A stretch of wall between Nogales, Arizona, and Mexico.
A stretch of wall between Nogales, Arizona, and Mexico. - 
Listen To The Story
Marketplace

The Trump administration is moving ahead with efforts to build a border wall, even as questions about the financial and physical feasibility of the project remain.  

Beginning next week, the Department of Homeland Security will begin soliciting bids to design and build wall prototypes, and well over 300 businesses have already expressed interest in taking part.

This “presolicitation” stage is something of a testing of the waters for the government, according to Myra Cisse of the Government Contractors Association, a group that works with businesses seeking government contracts.

“This is one of the early-on steps,” said Cisse. “We kind of call it a ‘market survey, where they're going out checking to see who may be interested in the particular opportunity, who out there is qualified to deliver the scope of work.”

Hundreds of companies are interested, given that there could potentially be more than $20 billion of government spending attached to the program (despite Trump’s insistence, Mexico still says it won’t pay for the wall).

Businesses wanting a piece of the job include construction and logistics firms, technology companies, plus designers and architects. Several dozen Hispanic-owned businesses are hoping to get some of the work as well.

Angie Goral started Martinez Construction Services with her sister about 10 years ago and said her company has been working with partners to jump on the opportunity.

“We've been talking to them, trying to come up with some ideas of things that would be easy to install [along the border],” she said, “because some of these locations are very hard to get to, hard to get materials to.”

Goral believes her small project management firm with its staff of nine people has an advantage in that they already do work with several government agencies, including Customs and Border Protection, and the company has experience working on the border. Nevertheless, she knows the competition will be stiff.

“Realistically, there's going to be some huge companies that go after this,” Goral said. “We can't even compete with some of these guys…. But it's worth a try.”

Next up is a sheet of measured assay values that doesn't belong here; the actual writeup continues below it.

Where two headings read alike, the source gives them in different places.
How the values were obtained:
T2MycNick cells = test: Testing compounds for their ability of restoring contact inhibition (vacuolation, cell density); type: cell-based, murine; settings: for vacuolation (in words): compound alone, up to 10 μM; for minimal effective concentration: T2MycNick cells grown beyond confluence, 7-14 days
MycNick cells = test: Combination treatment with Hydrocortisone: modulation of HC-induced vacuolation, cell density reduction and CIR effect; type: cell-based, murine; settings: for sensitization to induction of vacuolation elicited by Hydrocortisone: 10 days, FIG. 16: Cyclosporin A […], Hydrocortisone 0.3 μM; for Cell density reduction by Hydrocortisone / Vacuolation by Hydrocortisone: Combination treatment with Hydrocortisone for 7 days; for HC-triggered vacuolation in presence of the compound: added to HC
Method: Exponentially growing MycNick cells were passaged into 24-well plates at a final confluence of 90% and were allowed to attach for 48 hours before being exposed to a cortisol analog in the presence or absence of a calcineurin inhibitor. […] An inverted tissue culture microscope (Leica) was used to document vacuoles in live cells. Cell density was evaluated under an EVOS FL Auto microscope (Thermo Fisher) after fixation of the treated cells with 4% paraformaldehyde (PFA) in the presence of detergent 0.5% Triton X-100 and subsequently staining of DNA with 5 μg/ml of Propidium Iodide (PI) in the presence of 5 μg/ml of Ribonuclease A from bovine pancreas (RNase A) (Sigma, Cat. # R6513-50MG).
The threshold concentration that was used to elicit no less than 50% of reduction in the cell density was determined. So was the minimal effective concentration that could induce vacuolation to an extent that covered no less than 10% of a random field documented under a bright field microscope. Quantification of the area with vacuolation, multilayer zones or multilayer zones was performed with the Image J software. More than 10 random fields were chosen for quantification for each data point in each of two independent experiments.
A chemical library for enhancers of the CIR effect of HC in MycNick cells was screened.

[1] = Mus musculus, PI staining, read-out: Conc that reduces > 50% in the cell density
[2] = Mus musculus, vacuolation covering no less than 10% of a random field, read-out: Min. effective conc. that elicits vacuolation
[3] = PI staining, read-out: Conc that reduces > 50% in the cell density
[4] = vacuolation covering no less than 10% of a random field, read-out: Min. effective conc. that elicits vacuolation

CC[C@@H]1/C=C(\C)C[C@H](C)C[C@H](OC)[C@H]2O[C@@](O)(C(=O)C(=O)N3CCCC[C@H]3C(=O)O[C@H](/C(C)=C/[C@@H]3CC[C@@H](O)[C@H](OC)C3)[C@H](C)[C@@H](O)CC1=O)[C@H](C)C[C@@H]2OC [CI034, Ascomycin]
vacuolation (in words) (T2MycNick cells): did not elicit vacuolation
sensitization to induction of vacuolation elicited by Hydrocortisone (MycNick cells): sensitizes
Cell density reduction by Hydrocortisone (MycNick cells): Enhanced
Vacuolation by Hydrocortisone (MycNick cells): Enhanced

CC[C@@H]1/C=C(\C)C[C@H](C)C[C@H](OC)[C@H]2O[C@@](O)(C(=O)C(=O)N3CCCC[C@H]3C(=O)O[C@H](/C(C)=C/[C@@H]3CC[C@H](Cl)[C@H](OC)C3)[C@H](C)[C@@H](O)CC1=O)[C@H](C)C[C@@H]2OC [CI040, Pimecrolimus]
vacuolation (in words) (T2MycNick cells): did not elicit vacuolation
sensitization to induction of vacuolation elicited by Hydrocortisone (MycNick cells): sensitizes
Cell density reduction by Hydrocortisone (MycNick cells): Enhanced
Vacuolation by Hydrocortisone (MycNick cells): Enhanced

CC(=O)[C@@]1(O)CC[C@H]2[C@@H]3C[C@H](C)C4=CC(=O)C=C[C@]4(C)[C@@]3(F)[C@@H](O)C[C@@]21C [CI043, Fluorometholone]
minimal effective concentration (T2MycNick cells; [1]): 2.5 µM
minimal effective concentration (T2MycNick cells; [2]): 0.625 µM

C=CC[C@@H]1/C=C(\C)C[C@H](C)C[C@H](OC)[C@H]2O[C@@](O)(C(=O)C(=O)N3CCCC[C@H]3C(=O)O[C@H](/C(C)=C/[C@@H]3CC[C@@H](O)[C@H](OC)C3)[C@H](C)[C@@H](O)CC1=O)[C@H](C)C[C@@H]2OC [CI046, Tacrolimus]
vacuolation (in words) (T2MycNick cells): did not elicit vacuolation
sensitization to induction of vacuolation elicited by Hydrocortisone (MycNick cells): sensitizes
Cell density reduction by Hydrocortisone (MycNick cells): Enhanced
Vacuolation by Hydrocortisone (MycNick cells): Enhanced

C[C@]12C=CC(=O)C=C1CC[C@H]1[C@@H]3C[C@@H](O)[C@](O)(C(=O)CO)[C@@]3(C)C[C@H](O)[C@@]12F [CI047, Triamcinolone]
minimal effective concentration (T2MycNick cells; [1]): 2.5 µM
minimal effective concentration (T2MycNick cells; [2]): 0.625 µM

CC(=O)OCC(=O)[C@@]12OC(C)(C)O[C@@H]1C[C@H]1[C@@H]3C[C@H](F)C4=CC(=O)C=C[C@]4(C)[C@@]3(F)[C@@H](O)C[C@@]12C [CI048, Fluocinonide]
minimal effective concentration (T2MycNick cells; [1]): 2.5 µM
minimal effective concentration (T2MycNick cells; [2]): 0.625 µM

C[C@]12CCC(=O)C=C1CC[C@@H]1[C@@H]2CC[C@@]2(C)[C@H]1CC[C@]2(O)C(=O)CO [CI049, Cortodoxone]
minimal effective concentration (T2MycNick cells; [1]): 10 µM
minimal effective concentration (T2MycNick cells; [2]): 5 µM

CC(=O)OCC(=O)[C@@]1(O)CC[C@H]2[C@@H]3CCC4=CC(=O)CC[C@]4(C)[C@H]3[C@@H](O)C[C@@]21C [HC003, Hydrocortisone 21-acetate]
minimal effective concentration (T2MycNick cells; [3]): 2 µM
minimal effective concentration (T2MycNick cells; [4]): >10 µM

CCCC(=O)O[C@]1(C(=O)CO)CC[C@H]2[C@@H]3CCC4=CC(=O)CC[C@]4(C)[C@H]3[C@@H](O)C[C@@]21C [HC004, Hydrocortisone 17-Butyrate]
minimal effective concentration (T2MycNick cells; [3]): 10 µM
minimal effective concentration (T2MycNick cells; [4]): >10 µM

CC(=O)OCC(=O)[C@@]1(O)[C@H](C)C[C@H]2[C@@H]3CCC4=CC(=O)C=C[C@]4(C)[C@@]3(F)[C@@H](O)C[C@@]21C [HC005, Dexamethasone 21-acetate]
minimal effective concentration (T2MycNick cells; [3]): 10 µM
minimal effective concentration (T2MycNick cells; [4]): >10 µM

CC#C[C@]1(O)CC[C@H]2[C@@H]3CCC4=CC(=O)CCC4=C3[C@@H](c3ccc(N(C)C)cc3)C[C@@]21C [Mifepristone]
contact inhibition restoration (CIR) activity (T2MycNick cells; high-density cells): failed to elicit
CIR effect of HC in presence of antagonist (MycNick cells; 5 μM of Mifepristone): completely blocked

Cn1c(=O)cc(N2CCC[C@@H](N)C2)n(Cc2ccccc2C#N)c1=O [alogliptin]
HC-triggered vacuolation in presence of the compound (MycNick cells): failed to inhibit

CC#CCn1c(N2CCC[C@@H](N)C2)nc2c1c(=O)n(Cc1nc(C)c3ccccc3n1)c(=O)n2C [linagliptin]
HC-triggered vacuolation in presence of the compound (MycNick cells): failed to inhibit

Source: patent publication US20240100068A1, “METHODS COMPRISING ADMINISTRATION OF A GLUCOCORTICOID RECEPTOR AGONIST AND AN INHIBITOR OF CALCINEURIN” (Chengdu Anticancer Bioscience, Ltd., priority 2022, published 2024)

Whoever wins what would likely be many government contracts related to building a border wall, there will be no shortage of geographic, financial and logistical problems that need to be resolved before building can begin.

Plus, there’s the issue of land ownership.

“Only about a third of the border is actually controlled by the federal government,” said David Bier, an immigration policy analyst at the Cato Institute. “So we're likely to see some serious pushback from property owners on the border who will fight in court seizures that take their land in order to build this wall.”

There’s historical precedent for that kind of negative response to eminent domain along the border. Presidents George W. Bush and Barack Obama tried to build more barriers along the border and saw their progress repeatedly blocked by landowners who didn’t want fences or walls on their land.

Denise Gilman, director of the Immigration Clinic at the University of Texas School of Law, studied the fallout at the time.

“When we last studied the impact of the border wall,” Gilman said, “we found that where private property was scheduled to be taken it was most likely to affect smaller Latino family property owners, rather than larger or more influential, more politically connected property owners.”

This time around, if Trump wants to build a wall along the entire border, the government would have to buy the land from everyone.

Follow Kimberly Adams at @KA_Marketplace